Let’s Give ‘em Pumpkin to Talk About!

Janet Laminack, County Extension Agent-Horticulture

One of the cruel aspects of gardening is that things don’t grow when you think they should. For example, pumpkins are for the fall! Let’s plant pumpkins in the fall or late summer for harvest now! Nope, pumpkins are cold sensitive, they don’t even like cool-ish soil. They are so sensitive that anything below 50 degrees could result in chill injury.

Pumpkins are proud members of the cucurbit family. They want day temperatures in the 85 and 95 degrees Fahrenheit range (who doesn’t?) and night temperatures between 60 and 70 degrees Fahrenheit. It complicates things that we refer to some cucurbits as “winter” squash and others as “summer.” If it doesn’t grow in winter, what does it mean? Winter squash have a hard exterior when they mature, plus the fruits won’t get damaged by a frost. However, the plant itself will take a hit. Summer squash have a tender rind (unless you let them get out of control). Pumpkin is considered a winter squash.

Some other cucurbits are squash, cucumber, watermelon, gourds, and cantaloupe. Botanically, pumpkins are fruit. Horticulturally, we categorize fruits and vegetables by how/when we eat them: main course or dessert. Seriously … this is what I learned in college. Tomatoes are botanically a fruit but horticulturally we consider them a vegetable. In fact, there is a Supreme Court case ruling that tomatoes are a vegetable. That sounds like a silly court case but when it occurred, fruits were taxed and vegetables were not.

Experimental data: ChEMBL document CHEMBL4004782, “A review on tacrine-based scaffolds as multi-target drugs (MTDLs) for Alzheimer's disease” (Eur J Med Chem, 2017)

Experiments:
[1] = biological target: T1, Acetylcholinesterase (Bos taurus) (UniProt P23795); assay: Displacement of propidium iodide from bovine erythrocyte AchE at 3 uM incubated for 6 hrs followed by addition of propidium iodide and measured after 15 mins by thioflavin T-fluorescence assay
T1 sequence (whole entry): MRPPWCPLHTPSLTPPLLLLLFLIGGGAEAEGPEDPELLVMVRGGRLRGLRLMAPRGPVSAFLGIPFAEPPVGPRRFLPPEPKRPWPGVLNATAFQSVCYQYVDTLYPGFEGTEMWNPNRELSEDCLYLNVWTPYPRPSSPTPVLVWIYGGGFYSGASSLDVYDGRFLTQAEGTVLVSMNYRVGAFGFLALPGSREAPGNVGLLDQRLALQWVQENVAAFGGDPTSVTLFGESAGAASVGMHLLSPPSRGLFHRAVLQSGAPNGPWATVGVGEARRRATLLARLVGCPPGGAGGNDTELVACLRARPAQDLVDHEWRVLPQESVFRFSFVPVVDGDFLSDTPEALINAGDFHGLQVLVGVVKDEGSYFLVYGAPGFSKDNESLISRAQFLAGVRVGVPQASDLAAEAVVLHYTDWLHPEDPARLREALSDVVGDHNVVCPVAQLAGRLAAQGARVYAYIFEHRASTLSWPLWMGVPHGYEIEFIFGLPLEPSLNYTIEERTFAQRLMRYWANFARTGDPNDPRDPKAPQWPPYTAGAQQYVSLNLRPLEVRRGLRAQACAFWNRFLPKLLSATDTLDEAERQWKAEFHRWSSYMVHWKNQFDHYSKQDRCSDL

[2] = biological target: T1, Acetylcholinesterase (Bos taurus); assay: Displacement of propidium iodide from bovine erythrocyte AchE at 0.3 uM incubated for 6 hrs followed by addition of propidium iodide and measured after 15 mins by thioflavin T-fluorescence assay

Another trait of cucurbits is that they prefer to be direct-seeded. Sometimes I have even been known to indirectly seed. That occurs when I toss my old gourds and pumpkins into the yard to decompose. Of course, now I could put those in the yard waste container (for City of Denton residents) to be recycled (as long as they aren’t painted).

Squash and pumpkins will not always be “true to type” meaning that the seeds may not create the same fruit. It is still a squash of some sort, just not taste good or have the same shape or color. This is because of cross-pollination. When growing cucurbits, sometimes diseases or other factors can create discoloration which leads people to believe that their plant has cross pollinated and hybridized. Here’s my best explanation on hybridization. You have a pumpkin plant that produces fruit. The fruit is the pregnant mother who doesn’t change species. She will look the same every time she’s pregnant (all the fruit will look the same). However, the genetics of that offspring (which would be the seeds) could be different. You then plant those seeds and who knows what you will get if they have hybridized.

Therefore, my suggestion is to eat those pumpkin seeds you clean out of your jack-o’-lantern rather than plant them. Pumpkin seeds are delicious when roasted and are a great source of potassium and protein.

Have a horticulture question? You can email, call, or now text our Master Gardener Help Desk at [email protected] or 940-349-2892.